The caudal fin is a major source of thrust generation in fish locomotion. Along with the fin stiffness, the stiffness of the joint connecting the fish body to the tail plays a major role in the generation of thrust. This paper investigates the combined effect of fin and joint flexibility on propulsive performance using theoretical and experimental studies. For this study, fluid-structure interaction of the fin has been modeled using the 2D unsteady panel method coupled with nonlinear Euler-Bernoulli beam theory. The compliant joint has been modeled as a torsional spring at the leading edge of the fin. A comparison of self-propelled speed and efficiency with parameters such as heaving and pitching amplitude, oscillation frequency, flexibility of the fin and the compliant joint is reported. The model also predicts the optimized stiffnesses of the compliant joint and the fin for maximum efficiency. Experiments have been carried out to determine the effect of fin and joint stiffness on propulsive performance. Digital image correlation has been used to measure the deformation of the fins and the measured deformation is coupled with the hydrodynamic model to predict the performance. The predicted theoretical performance behavior closely matches the experimental values. PMID:24737004

Kancharala, A K; Philen, M K

2014-09-01

249

Cardiovascular health and arterial stiffness: the Maine-Syracuse Longitudinal Study.  

PubMed

Ideal cardiovascular health is a recently defined construct by the American Heart Association (AHA) to promote cardiovascular disease reduction. Arterial stiffness is a major risk factor for cardiovascular disease. The extent to which the presence of multiple prevalent cardiovascular risk factors and health behaviors is associated with arterial stiffness is unknown. The aim of this study was to examine the association between the AHA construct of cardiovascular health and arterial stiffness, as indexed by pulse wave velocity (PWV) and pulse pressure. The AHA health metrics, comprising of four health behaviors (smoking, body mass index, physical activity and diet) and three health factors (total cholesterol, blood pressure and fasting plasma glucose), were evaluated among 505 participants in the Maine-Syracuse Longitudinal Study. Outcome measures were carotid-femoral PWV and pulse pressure measured at 4- to 5-year follow-up. Better cardiovascular health, comprising both health factors and behaviors, was associated with lower arterial stiffness, as indexed by PWV and pulse pressure. Those with at least five health metrics at ideal levels had significantly lower PWV (9.8 m s(-1)) than those with two or less ideal health metrics (11.7 m s(-1)) (P < 0.001). This finding remained with the addition of demographic and PWV-related variables (P = 0.004). PMID:24384629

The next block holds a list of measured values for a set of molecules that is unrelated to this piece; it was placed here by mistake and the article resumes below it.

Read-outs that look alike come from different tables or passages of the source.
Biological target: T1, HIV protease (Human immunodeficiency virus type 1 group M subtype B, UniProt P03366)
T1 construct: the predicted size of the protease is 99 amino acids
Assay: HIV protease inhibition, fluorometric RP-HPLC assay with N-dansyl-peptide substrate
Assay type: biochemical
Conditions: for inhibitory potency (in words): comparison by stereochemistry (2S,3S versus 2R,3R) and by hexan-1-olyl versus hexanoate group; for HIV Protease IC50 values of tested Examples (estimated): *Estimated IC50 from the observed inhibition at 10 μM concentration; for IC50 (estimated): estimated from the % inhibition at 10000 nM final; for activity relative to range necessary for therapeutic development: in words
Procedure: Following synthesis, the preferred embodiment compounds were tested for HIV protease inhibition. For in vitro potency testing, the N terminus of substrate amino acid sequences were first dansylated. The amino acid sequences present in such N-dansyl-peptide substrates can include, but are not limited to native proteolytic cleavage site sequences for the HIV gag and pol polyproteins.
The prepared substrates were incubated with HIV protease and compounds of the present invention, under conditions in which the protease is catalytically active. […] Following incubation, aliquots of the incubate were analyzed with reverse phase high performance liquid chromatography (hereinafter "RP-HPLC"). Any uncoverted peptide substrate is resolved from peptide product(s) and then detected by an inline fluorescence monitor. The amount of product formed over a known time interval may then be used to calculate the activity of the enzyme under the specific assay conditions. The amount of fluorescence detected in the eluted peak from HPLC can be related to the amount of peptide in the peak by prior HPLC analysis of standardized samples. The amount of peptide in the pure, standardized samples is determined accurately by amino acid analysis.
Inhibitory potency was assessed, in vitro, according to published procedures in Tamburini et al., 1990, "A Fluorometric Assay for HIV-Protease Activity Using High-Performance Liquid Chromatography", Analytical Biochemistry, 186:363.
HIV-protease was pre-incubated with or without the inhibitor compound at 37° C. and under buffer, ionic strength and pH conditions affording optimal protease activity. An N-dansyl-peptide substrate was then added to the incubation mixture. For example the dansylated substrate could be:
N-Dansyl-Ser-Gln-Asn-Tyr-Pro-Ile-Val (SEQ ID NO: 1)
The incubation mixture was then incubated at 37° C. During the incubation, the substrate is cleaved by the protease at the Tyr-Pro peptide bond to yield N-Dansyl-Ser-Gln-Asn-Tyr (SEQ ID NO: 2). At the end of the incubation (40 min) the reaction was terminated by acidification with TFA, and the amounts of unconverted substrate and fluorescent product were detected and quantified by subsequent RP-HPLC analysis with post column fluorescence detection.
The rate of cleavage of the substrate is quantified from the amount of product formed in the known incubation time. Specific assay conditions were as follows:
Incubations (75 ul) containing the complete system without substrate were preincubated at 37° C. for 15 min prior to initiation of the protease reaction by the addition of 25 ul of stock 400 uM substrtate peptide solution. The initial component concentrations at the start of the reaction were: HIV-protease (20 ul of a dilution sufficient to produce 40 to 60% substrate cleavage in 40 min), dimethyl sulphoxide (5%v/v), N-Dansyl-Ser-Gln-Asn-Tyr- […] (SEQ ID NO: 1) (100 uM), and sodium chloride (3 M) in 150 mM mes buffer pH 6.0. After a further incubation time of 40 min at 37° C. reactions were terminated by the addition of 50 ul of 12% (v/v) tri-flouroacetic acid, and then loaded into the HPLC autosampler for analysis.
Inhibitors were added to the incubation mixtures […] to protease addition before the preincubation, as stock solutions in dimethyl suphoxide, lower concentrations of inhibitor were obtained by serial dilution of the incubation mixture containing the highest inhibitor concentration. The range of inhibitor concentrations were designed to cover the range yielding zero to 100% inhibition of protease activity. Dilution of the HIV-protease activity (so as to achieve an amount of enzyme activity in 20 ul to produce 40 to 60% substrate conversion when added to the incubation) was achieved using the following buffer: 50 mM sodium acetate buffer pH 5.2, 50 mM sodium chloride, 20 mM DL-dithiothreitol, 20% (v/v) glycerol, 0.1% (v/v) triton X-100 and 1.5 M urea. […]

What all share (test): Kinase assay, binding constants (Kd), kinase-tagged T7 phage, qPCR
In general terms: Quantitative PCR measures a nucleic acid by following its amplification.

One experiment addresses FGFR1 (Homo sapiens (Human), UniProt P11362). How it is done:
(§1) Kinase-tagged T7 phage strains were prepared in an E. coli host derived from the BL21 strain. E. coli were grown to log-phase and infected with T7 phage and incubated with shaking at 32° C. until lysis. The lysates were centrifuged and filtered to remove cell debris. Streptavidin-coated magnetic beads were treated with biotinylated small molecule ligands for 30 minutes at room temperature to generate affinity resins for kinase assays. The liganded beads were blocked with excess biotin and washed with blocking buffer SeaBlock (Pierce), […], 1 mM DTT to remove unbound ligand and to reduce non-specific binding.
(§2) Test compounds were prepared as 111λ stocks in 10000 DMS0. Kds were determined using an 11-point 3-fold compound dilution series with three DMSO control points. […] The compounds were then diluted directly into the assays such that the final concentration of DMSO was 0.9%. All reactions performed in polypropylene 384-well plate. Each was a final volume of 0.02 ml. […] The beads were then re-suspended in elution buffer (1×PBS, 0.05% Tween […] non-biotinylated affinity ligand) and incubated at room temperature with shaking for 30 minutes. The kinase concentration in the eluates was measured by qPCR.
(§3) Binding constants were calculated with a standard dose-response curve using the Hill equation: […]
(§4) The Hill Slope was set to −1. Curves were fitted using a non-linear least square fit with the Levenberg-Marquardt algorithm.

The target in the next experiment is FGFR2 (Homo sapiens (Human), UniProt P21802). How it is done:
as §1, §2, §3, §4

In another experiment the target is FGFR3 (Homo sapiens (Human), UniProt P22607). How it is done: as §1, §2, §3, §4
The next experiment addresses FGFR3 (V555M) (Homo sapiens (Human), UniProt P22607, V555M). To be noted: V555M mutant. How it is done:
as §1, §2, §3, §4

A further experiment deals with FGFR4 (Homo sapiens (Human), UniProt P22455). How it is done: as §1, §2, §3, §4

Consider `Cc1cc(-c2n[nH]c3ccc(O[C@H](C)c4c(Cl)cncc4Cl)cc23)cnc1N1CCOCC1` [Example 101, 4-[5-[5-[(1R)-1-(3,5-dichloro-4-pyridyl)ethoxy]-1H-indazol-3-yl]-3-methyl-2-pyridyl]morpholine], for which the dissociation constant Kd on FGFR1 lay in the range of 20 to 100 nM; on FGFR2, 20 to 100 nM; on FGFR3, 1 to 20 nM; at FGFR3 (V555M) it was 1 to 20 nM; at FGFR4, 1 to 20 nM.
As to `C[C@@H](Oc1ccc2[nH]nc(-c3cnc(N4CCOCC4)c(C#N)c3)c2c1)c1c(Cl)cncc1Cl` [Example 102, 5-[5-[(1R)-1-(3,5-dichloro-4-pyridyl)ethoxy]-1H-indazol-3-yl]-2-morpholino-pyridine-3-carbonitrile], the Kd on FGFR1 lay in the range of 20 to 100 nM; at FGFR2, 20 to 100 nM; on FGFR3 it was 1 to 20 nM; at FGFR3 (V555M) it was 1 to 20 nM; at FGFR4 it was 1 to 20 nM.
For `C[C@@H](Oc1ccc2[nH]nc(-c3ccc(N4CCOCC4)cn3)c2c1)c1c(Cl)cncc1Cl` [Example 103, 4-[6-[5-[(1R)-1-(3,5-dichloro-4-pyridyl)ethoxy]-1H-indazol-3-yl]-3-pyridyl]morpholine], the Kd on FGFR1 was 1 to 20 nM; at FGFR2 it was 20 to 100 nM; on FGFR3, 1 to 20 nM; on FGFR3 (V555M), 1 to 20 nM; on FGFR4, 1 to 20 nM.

Crichton, G E; Elias, M F; Robbins, M A

2014-07-01

250

Robust Position Control of End-Effector Considering Gear Stiffness and Arm Stiffness for Industrial Robot  

NASA Astrophysics Data System (ADS)

Industrial robot with two-inertia model and resonant vibration suppression by using parameters from resonant identification method are addressed in this paper. By using only D-PD control with vibration suppression scheme for two-inertia model of flexible joint robot, the end-effector position does not perfectly reach the desired position owing to the effect of external force to the elastic arm. However, only gear stiffness parameter of two-inertia model is not enough, the new equivalent spring constant parameter including the stiffness of link and gear of the robot is introduced as the total arm spring constant. The novel load-side disturbance compensation considering total arm elasticity is proposed in this paper. The proposed control system is based on inner-loop vibration suppression feedback control and load-side disturbance suppression which motivates the simple consideration of the elastic joint under external torque. Moreover, the experimental results show the effectiveness of the proposed robust position control of end-effector with disturbance compensation considering total arm stiffness. The experimentation on workspace impedance control with inner-loop disturbance suppression implementing on the three degree-of-freedom (3-DOF) robot manipulator is also presented and discussed. The performance and feasibility of the proposed position control of end-effector is confirmed to apply to industrial robot manipulator without additional device.